The Division currently contracts with twenty-one LEAs as part of its transition initiative. The contracts provide for a VR counselor housed within the school district and case manager assistants, job coaches and/or secretaries to work under the administrative supervision of the LEA. All services provided under these contracts/agreements have a VR employment focus. All services provided under these contracts/agreements are in keeping with all state plan requirements to include our state’s Order of Selection requirements. Services provided under these contracts/agreements are only available to applicants for, or recipients of, services of the Division. The Division will strive to increase the number of contracts with LEAs as allowed by the Division’s and LEAs’ funding availability.

Although the Division utilizes contracts with LEAs as part of its transition initiative, all decisions affecting eligibility for VR services, the nature and scope of available services, and the provision of these services remain the sole responsibility of the VR counselor employed by the Division. VR staff is responsible for determinations to close cases and for all allocations of expenditures for services.

This screen was last updated on Jun 24 2013 1:40PM by Samuel Cole

Attachment 4.8(b)(3) Cooperative Agreements with Private Nonprofit Organizations

Describe the manner in which the designated state agency establishes cooperative agreements with private non-profit vocational rehabilitation service providers.

Based on information gathered by continuing statewide studies, the annual facility survey of public and private community rehabilitation programs and the on-going monitoring and annual evaluation of effectiveness, the Division continues to maximize the use of community rehabilitation programs to provide rehabilitation services in the most integrated setting possible consistent with the informed choices of the individual.

The Division is utilizing community rehabilitation programs (CRPs) throughout the state as follows:

I. The Division’s Facility Program:

A. The Tennessee Rehabilitation Center (Center) at Smyrna is a state operated comprehensive residential rehabilitation facility that serves individuals with significant disabilities. The facility is accredited by the Commission on Accreditation of Rehabilitation Facilities (CARF) in programs of comprehensive vocational evaluation services, employee development services, and employment skills training services. The Center offers the following program and support services:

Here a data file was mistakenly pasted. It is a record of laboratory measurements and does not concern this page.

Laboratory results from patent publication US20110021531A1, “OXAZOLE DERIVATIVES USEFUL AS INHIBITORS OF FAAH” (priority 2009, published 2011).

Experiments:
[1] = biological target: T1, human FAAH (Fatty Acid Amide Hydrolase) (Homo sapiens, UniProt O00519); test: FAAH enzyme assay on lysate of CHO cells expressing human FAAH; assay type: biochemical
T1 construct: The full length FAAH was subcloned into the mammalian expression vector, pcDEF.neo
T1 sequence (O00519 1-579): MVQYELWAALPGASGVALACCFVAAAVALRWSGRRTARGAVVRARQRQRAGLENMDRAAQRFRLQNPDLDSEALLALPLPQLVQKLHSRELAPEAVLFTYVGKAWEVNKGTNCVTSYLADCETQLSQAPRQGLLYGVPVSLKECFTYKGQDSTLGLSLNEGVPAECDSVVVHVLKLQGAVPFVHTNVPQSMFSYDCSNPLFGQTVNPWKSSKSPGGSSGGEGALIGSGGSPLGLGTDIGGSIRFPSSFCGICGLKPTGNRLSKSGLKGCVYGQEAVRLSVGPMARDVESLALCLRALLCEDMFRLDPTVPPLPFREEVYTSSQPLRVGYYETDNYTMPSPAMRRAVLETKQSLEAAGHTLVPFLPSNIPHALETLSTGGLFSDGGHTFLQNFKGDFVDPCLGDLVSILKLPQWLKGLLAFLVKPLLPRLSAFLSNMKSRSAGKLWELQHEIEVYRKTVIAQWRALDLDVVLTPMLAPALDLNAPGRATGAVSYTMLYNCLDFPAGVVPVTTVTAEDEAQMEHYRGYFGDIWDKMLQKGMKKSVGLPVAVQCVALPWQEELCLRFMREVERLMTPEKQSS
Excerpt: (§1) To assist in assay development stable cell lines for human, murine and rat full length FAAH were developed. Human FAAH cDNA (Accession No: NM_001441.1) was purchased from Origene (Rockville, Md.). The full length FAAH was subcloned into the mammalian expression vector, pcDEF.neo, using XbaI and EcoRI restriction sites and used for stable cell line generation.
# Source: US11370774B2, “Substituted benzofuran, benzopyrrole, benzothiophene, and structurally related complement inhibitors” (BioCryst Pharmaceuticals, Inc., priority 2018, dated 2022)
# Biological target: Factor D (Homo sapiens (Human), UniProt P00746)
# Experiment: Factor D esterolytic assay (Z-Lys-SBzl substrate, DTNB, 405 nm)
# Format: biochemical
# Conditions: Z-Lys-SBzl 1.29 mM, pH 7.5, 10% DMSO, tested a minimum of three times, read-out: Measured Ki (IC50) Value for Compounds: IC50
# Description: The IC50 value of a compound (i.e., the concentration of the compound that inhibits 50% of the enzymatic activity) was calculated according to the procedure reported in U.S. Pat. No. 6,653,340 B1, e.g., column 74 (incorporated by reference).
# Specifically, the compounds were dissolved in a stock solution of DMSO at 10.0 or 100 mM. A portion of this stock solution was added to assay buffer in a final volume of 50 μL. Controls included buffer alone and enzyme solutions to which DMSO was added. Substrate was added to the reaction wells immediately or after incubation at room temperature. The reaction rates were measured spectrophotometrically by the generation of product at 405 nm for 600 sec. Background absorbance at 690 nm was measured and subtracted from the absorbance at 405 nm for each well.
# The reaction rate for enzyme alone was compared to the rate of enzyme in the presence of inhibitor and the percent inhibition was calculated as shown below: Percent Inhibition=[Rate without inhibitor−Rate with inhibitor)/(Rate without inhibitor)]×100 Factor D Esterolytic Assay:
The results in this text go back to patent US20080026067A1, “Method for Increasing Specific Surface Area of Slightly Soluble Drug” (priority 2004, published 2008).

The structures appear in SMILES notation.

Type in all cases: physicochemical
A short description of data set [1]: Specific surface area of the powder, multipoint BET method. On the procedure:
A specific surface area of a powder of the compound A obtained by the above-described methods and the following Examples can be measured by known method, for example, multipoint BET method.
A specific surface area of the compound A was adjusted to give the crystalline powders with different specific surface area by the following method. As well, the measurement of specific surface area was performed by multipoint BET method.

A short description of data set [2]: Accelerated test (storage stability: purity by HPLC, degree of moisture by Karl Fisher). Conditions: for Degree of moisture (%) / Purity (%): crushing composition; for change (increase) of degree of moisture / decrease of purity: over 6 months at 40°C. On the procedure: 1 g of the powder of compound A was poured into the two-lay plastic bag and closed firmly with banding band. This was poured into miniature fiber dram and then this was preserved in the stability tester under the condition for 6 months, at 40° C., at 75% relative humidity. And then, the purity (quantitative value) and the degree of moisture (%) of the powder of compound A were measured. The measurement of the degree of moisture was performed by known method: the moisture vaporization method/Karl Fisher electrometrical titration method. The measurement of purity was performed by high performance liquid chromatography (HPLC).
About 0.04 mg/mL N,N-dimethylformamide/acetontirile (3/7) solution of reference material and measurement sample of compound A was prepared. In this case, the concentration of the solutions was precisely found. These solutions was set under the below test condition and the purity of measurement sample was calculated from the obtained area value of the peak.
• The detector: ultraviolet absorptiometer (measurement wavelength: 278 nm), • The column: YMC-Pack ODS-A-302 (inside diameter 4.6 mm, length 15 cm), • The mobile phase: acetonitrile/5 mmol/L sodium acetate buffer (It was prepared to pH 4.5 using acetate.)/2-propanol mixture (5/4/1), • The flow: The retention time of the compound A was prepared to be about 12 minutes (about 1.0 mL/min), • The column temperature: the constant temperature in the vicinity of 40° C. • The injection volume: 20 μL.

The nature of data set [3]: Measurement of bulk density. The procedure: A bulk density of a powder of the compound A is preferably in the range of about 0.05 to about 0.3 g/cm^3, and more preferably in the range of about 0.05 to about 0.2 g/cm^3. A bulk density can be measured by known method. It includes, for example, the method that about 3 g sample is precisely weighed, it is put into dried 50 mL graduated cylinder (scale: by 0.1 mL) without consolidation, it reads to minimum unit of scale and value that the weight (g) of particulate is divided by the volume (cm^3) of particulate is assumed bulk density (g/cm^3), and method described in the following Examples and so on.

i. Program Services

- Comprehensive vocational evaluation and mobile evaluation services

- Job objectives and behavioral services, a pre-vocational work adjustment training program

- Occupational skills training in automotive maintenance/detailing, building maintenance and grounds keeping, business education, commercial cleaning, food service, and warehouse training

- Physical rehabilitation services to include: occupational, physical and recreational therapy; rehabilitation nursing services, personal care attendant training and adaptive equipment assessments. Outpatient services are also provided in occupational and physical therapy services and adaptive equipment assessments.

- Traumatic brain injury services to include: occupational, physical, cognitive, and speech/language therapy; vocational evaluation; behavioral instruction, job readiness instruction and community re-entry training.

- Transitional life skills training to include: managing self-care and daily living skills; home management skills and practices; financial management skills and practices; transportation; health maintenance; comparative shopping; meal preparation; and civil rights and advocacy.

- Vision impairment services to include: pre-vocational assessment and training for independent living; college preparation services; assistive technology assessments and training; computer training; self employment evaluation and instruction; GED preparation; and prerequisite training for entry into Tennessee Business Enterprises.

ii. Support Services

- Residential living

- Client health services

- Case management services

- Drivers education

- Psychiatric and physician services

- Recreation therapy and leisure-time skills

- Remedial education

- Job seeking skills training

- Psychological services

- Independent living skills training

The Center operates at a program capacity of 160 individuals and provides services to approximately 1,200 Tennesseans with significant disabilities each year.

The Center is a member of the National Consortium of State Operated Comprehensive Rehabilitation Centers. An Advisory Council is utilized to provide valuable feedback used in guiding decision making in Center operations and program development. In addition, the Center conducts exit customer satisfaction surveys on individuals completing services, from each program of service provided, completes support services customer satisfaction surveys twice a year with clients receiving services, and conducts client family surveys, as well as a referring counselor needs assessment and satisfaction survey on an annual basis. Feedback obtained from these survey instruments is also used in guiding decisions about current and future support services and program services operations, as well as accessibility and physical plant operations.